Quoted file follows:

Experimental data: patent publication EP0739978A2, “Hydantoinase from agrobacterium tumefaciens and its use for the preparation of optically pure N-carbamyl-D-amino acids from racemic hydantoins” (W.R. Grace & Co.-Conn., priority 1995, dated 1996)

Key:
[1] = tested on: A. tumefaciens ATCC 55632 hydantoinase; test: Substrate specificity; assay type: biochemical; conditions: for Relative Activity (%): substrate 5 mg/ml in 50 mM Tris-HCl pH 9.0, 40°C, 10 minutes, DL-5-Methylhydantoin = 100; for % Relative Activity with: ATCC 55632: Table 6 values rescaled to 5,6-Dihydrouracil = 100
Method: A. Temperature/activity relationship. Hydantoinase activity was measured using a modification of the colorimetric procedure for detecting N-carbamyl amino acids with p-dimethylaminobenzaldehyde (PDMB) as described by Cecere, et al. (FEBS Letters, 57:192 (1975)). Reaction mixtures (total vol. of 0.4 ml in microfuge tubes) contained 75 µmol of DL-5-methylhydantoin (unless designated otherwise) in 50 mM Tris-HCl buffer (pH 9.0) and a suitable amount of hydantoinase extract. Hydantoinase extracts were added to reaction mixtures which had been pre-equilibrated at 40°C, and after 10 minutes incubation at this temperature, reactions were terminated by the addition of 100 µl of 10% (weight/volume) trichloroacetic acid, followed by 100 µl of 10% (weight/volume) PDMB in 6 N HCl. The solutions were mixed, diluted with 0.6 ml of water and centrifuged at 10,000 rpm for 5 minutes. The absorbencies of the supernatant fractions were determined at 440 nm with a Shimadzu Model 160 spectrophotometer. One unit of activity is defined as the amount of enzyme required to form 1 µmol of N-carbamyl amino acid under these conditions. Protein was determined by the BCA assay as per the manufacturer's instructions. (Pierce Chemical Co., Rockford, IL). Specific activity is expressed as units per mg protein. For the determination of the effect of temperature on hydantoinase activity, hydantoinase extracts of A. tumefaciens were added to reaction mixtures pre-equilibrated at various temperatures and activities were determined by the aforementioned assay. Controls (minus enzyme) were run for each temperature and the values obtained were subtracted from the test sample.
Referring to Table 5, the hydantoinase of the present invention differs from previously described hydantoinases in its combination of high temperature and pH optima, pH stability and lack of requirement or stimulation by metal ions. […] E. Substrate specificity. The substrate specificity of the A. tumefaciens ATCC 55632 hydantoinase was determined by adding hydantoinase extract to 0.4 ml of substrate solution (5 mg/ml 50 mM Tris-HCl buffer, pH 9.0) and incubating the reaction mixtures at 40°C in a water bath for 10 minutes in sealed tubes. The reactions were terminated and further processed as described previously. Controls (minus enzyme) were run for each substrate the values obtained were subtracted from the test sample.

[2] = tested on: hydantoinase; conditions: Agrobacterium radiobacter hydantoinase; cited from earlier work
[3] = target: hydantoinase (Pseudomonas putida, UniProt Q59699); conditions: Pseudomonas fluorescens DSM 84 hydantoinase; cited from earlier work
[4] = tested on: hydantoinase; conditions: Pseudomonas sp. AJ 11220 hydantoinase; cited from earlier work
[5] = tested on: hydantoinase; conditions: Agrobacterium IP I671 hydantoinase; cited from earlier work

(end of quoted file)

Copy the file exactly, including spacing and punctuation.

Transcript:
Experimental data: patent publication EP0739978A2, “Hydantoinase from agrobacterium tumefaciens and its use for the preparation of optically pure N-carbamyl-D-amino acids from racemic hydantoins” (W.R. Grace & Co.-Conn., priority 1995, dated 1996)

Key:
[1] = tested on: A. tumefaciens ATCC 55632 hydantoinase; test: Substrate specificity; assay type: biochemical; conditions: for Relative Activity (%): substrate 5 mg/ml in 50 mM Tris-HCl pH 9.0, 40°C, 10 minutes, DL-5-Methylhydantoin = 100; for % Relative Activity with: ATCC 55632: Table 6 values rescaled to 5,6-Dihydrouracil = 100
Method: A. Temperature/activity relationship. Hydantoinase activity was measured using a modification of the colorimetric procedure for detecting N-carbamyl amino acids with p-dimethylaminobenzaldehyde (PDMB) as described by Cecere, et al. (FEBS Letters, 57:192 (1975)). Reaction mixtures (total vol. of 0.4 ml in microfuge tubes) contained 75 µmol of DL-5-methylhydantoin (unless designated otherwise) in 50 mM Tris-HCl buffer (pH 9.0) and a suitable amount of hydantoinase extract. Hydantoinase extracts were added to reaction mixtures which had been pre-equilibrated at 40°C, and after 10 minutes incubation at this temperature, reactions were terminated by the addition of 100 µl of 10% (weight/volume) trichloroacetic acid, followed by 100 µl of 10% (weight/volume) PDMB in 6 N HCl. The solutions were mixed, diluted with 0.6 ml of water and centrifuged at 10,000 rpm for 5 minutes. The absorbencies of the supernatant fractions were determined at 440 nm with a Shimadzu Model 160 spectrophotometer. One unit of activity is defined as the amount of enzyme required to form 1 µmol of N-carbamyl amino acid under these conditions. Protein was determined by the BCA assay as per the manufacturer's instructions. (Pierce Chemical Co., Rockford, IL). Specific activity is expressed as units per mg protein. For the determination of the effect of temperature on hydantoinase activity, hydantoinase extracts of A. tumefaciens were added to reaction mixtures pre-equilibrated at various temperatures and activities were determined by the aforementioned assay. Controls (minus enzyme) were run for each temperature and the values obtained were subtracted from the test sample.
Referring to Table 5, the hydantoinase of the present invention differs from previously described hydantoinases in its combination of high temperature and pH optima, pH stability and lack of requirement or stimulation by metal ions. […] E. Substrate specificity. The substrate specificity of the A. tumefaciens ATCC 55632 hydantoinase was determined by adding hydantoinase extract to 0.4 ml of substrate solution (5 mg/ml 50 mM Tris-HCl buffer, pH 9.0) and incubating the reaction mixtures at 40°C in a water bath for 10 minutes in sealed tubes. The reactions were terminated and further processed as described previously. Controls (minus enzyme) were run for each substrate the values obtained were subtracted from the test sample.

[2] = tested on: hydantoinase; conditions: Agrobacterium radiobacter hydantoinase; cited from earlier work
[3] = target: hydantoinase (Pseudomonas putida, UniProt Q59699); conditions: Pseudomonas fluorescens DSM 84 hydantoinase; cited from earlier work
[4] = tested on: hydantoinase; conditions: Pseudomonas sp. AJ 11220 hydantoinase; cited from earlier work
[5] = tested on: hydantoinase; conditions: Agrobacterium IP I671 hydantoinase; cited from earlier work